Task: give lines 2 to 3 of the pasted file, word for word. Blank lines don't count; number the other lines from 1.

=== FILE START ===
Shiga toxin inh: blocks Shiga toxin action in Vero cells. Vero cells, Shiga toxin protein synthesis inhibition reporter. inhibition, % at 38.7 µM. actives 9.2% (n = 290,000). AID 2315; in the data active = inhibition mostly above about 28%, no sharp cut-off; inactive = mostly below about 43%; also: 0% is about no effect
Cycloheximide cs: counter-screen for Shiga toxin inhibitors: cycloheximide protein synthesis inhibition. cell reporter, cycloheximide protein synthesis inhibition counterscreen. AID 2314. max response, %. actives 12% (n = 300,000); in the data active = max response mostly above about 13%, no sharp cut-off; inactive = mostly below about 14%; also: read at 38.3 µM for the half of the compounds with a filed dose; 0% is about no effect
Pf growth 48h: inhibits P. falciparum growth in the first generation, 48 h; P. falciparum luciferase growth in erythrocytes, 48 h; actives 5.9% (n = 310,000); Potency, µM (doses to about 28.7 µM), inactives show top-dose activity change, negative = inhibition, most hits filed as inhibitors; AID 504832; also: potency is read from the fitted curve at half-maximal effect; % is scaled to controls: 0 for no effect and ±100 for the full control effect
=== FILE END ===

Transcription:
Cycloheximide cs: counter-screen for Shiga toxin inhibitors: cycloheximide protein synthesis inhibition. cell reporter, cycloheximide protein synthesis inhibition counterscreen. AID 2314. max response, %. actives 12% (n = 300,000); in the data active = max response mostly above about 13%, no sharp cut-off; inactive = mostly below about 14%; also: read at 38.3 µM for the half of the compounds with a filed dose; 0% is about no effect
Pf growth 48h: inhibits P. falciparum growth in the first generation, 48 h; P. falciparum luciferase growth in erythrocytes, 48 h; actives 5.9% (n = 310,000); Potency, µM (doses to about 28.7 µM), inactives show top-dose activity change, negative = inhibition, most hits filed as inhibitors; AID 504832; also: potency is read from the fitted curve at half-maximal effect; % is scaled to controls: 0 for no effect and ±100 for the full control effect